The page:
FBI Investigates Possible Bullet Hole in US Airways Plane

Speculation includes errant round from nearby Charlotte, N.C., firing range.

March 29, 2011 -- The FBI is investigating a small hole found in a US Airways 737 jetliner at Charlotte Douglas International Airport in North Carolina. Officials believe it's a bullet hole but are unsure of how it got there, a law enforcement source said.

The round hole is about the size of a nickel and is located on the left side of the aircraft toward the tail, US Airways spokeswoman Michelle Mohr said.

It was discovered Monday during a standard pre-flight inspection by the pilot and the plane was taken out of service for the maintenance team to investigate, Mohr said.

The airline called authorities to investigate the hole because it appeared to be caused by a bullet.

The plane is in maintenance and will likely return to service this evening, a source told ABC News.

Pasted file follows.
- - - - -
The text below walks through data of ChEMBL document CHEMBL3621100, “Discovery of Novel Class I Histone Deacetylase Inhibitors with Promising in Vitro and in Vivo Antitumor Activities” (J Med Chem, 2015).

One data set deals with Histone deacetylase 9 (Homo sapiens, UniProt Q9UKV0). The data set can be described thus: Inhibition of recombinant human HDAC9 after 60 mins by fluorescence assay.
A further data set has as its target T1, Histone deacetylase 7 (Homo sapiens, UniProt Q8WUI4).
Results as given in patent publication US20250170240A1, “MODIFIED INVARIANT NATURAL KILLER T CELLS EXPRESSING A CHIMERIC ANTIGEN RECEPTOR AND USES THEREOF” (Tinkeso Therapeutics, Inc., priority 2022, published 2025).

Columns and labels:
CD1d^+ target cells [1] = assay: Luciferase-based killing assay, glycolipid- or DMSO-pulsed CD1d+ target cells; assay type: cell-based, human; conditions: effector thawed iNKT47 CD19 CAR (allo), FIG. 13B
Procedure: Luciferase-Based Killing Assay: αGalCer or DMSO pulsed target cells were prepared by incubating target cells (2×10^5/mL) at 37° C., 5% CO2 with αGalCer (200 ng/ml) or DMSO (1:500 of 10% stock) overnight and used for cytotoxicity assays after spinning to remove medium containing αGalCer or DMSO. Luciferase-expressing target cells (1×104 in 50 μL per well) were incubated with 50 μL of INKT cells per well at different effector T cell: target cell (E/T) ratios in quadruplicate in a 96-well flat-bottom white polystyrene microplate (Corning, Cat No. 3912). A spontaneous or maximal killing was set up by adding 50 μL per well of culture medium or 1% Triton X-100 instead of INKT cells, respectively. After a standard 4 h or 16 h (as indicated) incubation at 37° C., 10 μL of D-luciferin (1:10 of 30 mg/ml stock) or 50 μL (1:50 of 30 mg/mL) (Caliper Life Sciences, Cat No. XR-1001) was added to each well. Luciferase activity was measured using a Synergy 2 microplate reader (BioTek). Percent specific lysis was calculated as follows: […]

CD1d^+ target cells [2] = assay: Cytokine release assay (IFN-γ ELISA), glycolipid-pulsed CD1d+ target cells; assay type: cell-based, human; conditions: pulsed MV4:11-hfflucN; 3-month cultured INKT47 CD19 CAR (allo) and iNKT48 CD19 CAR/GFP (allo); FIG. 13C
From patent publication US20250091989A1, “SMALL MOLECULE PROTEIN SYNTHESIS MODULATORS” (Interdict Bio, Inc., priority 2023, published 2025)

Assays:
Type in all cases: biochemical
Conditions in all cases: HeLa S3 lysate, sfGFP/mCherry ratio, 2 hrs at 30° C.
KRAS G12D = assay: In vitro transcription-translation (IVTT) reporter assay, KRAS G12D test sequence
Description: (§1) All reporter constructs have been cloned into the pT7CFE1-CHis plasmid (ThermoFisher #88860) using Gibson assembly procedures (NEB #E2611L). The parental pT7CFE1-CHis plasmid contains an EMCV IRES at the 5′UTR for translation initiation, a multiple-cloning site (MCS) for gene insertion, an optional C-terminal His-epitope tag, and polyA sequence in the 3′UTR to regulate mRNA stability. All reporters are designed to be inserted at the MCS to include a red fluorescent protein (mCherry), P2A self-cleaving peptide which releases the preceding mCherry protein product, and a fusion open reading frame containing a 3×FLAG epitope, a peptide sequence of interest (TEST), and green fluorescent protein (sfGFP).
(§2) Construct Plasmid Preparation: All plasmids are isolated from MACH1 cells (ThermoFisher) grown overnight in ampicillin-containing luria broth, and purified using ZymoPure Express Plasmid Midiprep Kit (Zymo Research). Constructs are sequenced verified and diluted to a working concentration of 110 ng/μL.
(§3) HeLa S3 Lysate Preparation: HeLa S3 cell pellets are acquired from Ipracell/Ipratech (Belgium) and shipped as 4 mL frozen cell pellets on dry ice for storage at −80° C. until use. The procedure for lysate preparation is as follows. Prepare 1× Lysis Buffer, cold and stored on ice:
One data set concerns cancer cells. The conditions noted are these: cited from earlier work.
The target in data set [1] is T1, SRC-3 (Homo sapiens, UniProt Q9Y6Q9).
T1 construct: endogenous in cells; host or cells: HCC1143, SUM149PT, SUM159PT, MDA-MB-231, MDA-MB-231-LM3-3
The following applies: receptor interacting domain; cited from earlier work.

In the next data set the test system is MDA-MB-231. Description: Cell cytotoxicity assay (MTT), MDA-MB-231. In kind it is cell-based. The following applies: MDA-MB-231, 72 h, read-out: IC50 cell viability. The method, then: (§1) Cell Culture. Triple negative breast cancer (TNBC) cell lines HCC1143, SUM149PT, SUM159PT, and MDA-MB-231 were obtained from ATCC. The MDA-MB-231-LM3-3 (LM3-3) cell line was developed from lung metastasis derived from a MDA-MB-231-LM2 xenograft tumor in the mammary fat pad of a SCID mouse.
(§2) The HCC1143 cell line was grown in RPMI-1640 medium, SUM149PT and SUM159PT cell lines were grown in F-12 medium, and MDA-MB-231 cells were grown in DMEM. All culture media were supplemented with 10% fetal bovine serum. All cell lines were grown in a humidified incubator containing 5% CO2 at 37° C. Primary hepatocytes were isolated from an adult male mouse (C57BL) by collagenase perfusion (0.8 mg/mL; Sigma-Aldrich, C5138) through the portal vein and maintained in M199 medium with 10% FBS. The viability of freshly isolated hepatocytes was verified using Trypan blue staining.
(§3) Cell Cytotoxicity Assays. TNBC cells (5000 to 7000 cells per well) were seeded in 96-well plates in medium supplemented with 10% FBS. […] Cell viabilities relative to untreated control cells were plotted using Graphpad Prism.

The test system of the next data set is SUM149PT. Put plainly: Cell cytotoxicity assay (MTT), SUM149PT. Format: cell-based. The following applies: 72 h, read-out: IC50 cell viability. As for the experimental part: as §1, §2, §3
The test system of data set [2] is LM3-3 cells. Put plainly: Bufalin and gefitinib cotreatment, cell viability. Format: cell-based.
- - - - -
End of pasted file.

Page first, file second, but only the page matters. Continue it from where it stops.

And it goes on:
The source also said that a "a little bullet hole is nothing" for a plane like this and that it is possible the crew would have noticed no significant changes if the plane were hit in mid-flight.

The direction of the plane's approach to Charlotte is unclear but there is a police firing range in the vicinity of the airport, creating some speculation that the hole might have been caused by an errant bullet from the range.

The plane flew from Philadelphia to Charlotte Monday before the hole was discovered. Because pre-flight visual inspections are standard procedure, the hole either did not exist before takeoff or was missed during the inspection.

The US Airways maintenance crew in Charlotte has experience with bullet holes. A pilot accidently discharged his pistol in 2008 during landing on a trip from Denver to Charlotte. The aircraft was forced to spend days in Charlotte for repairs.